What happens when real life shows up?

So I don’t know anything about this movie, but the teaser trailer has me totally captivated.  Have you seen this?

I feel like this so perfectly encapsulates life…  Here’s this kid with all these dreams and ideas.  He works hard, waits, and here it comes – finally – his dream, his creation brought to life.  The creature LIVES!

The creature isn’t quite what he imagined.  The cute blimpy guy isn’t quite the repulsive outcome that Dr. Frankenstein encountered, but it’s a far cry from his ideal, nonetheless.

A look at the creature…a look back at the screen – did I do something wrong?  No…  A look back at the creature…maybe I didn’t see him clearly the first time…uh…yeah…still not what I thought…back to the screen, yep – clearly not the same.  Huh.  I designed it.  I placed the order.  I did everything right…  and yet – the outcome, this thing that just walked in the door…it’s not what I expected, asked for, ordered…

Isn’t this life?  How many times have I found myself doing the same thing—glancing back over what I did and how I got here, then looking at what’s in front of me and thinking, I did everything right – how did I end up here?   It’s not just me—I hear other people saying the same kinds of things all the time.  I ate healthy, exercised, used sunscreen religiously, etc…how do I have cancer?  I was a good provider, was tender with my wife, did everything I could do to be a good husband, how could she just leave me?  I followed Jesus, I obeyed all the rules, I went to church and read my Bible and I didn’t sleep around…and I’m still single while everyone else found their prince charming.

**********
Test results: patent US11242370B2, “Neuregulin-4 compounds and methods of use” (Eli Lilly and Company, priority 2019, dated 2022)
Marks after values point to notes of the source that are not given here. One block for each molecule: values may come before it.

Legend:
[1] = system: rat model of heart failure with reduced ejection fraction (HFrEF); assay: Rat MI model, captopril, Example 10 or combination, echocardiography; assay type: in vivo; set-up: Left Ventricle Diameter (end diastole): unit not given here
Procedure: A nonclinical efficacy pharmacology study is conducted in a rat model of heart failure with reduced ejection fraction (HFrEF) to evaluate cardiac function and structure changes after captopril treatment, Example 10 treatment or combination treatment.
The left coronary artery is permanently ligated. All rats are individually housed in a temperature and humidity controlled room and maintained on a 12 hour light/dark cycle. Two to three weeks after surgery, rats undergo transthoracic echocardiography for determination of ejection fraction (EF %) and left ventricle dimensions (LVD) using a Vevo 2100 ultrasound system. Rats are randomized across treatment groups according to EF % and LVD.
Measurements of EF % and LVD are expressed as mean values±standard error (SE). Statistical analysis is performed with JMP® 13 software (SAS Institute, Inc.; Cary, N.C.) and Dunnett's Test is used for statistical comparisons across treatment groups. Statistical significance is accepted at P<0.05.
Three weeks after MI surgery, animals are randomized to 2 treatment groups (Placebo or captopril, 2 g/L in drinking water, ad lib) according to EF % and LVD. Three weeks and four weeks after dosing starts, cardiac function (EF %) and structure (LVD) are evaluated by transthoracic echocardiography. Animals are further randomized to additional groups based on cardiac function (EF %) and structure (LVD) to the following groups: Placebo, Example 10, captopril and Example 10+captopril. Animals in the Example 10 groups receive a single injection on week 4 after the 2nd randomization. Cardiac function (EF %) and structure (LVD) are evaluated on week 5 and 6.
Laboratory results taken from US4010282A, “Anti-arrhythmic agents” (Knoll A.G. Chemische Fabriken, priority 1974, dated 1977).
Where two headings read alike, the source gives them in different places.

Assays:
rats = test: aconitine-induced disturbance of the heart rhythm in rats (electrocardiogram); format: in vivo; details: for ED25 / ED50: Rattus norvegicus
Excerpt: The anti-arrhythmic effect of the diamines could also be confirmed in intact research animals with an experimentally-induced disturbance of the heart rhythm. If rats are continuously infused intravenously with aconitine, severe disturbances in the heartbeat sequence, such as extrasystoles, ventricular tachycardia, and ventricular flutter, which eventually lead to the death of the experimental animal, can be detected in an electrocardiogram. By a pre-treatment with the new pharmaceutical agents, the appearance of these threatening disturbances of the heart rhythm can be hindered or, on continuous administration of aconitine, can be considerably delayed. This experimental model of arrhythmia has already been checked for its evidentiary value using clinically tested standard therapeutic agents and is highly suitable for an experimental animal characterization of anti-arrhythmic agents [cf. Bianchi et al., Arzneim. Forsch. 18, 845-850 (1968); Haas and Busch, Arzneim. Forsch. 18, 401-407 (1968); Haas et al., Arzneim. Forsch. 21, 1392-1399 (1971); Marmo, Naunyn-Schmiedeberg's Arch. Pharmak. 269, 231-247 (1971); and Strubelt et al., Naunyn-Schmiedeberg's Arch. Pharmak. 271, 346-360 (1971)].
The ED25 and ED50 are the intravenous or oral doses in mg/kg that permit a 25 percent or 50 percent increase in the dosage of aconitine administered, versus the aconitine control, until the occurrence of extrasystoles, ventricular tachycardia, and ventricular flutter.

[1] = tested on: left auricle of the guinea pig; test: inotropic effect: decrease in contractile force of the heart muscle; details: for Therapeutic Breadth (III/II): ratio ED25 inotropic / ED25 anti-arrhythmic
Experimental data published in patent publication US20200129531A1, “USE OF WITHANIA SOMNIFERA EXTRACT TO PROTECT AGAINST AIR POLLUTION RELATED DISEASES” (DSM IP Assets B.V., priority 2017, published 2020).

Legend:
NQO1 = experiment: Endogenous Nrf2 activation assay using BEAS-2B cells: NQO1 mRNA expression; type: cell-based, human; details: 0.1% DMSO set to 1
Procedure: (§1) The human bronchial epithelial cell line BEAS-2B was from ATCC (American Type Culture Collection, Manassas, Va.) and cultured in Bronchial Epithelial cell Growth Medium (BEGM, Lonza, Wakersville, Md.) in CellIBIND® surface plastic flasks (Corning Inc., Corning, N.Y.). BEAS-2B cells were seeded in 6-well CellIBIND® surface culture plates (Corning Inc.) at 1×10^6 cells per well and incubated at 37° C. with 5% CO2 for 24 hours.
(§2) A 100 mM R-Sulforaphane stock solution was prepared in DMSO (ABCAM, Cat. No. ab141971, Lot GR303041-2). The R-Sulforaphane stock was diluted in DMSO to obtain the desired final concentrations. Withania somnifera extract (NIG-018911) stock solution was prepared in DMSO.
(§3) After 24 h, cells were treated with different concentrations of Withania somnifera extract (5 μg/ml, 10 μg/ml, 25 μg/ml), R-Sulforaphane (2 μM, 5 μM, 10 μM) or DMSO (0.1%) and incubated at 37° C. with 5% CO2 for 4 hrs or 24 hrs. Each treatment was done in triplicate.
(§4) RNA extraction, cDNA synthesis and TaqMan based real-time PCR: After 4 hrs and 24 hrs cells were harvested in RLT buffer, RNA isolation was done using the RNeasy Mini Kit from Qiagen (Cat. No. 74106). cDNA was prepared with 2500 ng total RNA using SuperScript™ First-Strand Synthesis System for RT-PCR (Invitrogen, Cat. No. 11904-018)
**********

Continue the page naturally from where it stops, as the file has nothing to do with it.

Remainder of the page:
What happens when prince charming does show up, but isn’t quite as charming as you expected?  What happens when your dream finally comes true but isn’t everything you thought?  What happens when you work hard towards a specific purpose, but the results just aren’t quite what you hoped?

I love that, in this preview the results may be disappointing, but they aren’t depressing.  The blimp isn’t quite the warrior ninja he had in mind…but it’s not hideous.  It’s hilarious.  It’s loveable, even in its shortcomings.

What does the boy do?  He is not deterred.  He begins to put the blimpy creature into the warrior suit.  You.  Must.  Fit.  Into.  My.  Ideal.  (Ok, I’ve done this too.  And I’m so sorry for those people I’ve done it to, forcing them to fit into my mold, my ideal, rather than letting them be who they were created to be.)

It works…for a minute.  For just a minute the boy is elated—he got his warrior ninja after all!  And then, boom!  It all falls apart in nothing short of a mild explosion.  Why?  Because reality couldn’t be shoved into a mold.

I can’t wait to see the movie.  What happens next?  I have no doubt that somehow reality turns out to be not such a bad thing after all.  Maybe it will give us viewers some wisdom as to how to respond when reality falls short of our dreams.

I don’t want to live disappointed and I don’t want to force others around me to fit into my preconceived ideas.  I want to live with a sense of joy and wonder and delight at what’s in front of me.  I want to find joy in discovering who people are and for them to feel a freedom to be themselves in my presence.  But, if I’m honest, this is sometimes easier said than done.